It appears that our local Acute Hospitals Trust, which runs four hospitals in the area including our own local general hospital, has the fourth worst pest infestation problem in the country. The local Patients' Association chair-person firmly blames this on the privatisation of hospital cleaning services.
"If you went back 15 years, the Matron was on the ward and cleaners were employed by the hospital and there seemed to be a lot of pride on the ward ... Contracts then went out to the private sector and cleaners are now earning the minimum wage ... They are not being encouraged or motivated to take their jobs seriously. There's a high turnover of staff and that needs to be examined."
The term Matron does tend to conjure up images of Hattie Jacques in the Carry On movies, but at the RMCH (part of another trust) where Kezia is being treated, our Ward Manager, Alison, was ever-present and, although somewhat aloof and not on the clinical frontline, appeared to be most concerned at running an efficient operation. I assume most of her time is taken up by ward management - ensuring nurse rosters are in place, that the ward is clean, that kids get the entertainment they need, that parent accomodation on the ward is in order, that meals turn up on time, that the ward/parents kitchen is in order, that records are kept, that the ward complies with hospital, NHS, DoH bureaucracy. And our ward (contract, minimum wage, Filippina) cleaner was included on the photo-board at the entrance to the ward whilst there were notable absences of photos of some of the consultants!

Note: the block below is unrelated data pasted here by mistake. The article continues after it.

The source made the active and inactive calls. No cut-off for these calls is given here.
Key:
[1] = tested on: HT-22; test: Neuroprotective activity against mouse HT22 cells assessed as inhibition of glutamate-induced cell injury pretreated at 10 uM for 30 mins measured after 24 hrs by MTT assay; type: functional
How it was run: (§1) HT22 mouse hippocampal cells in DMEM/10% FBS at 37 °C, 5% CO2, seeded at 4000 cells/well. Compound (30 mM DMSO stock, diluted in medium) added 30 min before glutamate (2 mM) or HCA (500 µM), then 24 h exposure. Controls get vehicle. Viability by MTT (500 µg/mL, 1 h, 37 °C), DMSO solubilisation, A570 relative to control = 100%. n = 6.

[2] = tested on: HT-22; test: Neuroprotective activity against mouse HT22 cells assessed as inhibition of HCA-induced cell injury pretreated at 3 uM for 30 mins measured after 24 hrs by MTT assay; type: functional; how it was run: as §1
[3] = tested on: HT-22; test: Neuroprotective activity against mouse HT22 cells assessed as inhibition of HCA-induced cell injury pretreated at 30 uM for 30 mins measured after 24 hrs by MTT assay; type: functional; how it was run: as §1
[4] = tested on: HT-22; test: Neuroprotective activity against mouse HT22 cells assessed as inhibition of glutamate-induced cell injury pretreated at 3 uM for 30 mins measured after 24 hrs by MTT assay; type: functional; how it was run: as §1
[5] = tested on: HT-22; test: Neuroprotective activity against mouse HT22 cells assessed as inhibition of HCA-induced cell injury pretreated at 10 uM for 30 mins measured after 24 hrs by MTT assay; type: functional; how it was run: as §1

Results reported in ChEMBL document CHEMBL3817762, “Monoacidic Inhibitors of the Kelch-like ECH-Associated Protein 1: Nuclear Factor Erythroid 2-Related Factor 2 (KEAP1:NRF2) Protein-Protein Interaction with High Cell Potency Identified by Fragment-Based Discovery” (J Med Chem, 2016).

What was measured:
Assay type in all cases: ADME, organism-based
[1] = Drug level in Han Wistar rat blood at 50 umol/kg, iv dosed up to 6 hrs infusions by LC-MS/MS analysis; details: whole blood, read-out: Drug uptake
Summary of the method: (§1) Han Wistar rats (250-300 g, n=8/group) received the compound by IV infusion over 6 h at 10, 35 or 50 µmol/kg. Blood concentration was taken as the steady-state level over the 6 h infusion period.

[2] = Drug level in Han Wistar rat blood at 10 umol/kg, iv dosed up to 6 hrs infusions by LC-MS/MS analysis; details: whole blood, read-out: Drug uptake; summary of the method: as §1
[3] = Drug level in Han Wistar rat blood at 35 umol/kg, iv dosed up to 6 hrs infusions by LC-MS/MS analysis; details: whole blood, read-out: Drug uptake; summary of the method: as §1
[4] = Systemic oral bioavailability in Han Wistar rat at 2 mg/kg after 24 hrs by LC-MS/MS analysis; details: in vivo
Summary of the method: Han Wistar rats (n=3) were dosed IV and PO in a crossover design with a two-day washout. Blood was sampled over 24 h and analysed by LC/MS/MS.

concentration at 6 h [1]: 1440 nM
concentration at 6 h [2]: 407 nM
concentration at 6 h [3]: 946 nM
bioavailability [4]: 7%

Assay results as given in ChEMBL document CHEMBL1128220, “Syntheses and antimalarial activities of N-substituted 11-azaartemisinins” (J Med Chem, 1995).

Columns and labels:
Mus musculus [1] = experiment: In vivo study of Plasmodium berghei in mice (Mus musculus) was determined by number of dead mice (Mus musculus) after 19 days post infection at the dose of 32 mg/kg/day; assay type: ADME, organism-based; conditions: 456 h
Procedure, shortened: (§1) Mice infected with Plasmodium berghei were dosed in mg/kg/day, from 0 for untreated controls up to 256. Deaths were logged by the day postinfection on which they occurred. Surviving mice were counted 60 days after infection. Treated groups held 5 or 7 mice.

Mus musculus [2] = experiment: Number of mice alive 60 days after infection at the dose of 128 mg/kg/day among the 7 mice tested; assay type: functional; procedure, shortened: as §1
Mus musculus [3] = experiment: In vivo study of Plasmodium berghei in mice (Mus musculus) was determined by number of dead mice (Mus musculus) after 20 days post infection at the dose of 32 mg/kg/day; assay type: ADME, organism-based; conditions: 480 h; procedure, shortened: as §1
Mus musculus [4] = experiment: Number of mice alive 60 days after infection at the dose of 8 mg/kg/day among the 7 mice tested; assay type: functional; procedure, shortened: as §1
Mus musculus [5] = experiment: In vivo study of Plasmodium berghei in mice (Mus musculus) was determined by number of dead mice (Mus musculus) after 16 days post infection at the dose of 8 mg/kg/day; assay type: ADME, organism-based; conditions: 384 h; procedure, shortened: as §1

Anyhow, our local Liberal Member of Parliament is concerned and calls for an urgent enquiry, the Trust spokesperson denies there is a problem and makes excuses, and the local Labour parliamentary candidate (toeing the party line) defends government policy.
For those interested in hospital fauna 80% of NHS Trusts reported problems with ants (shurely non-contracted unpaid cleaners - I have never heard of ants as disease vectors?), 66% with rats, 77% with mice, 59% with cockroaches, 65% with fleas or other biting insects and 24% with bed bugs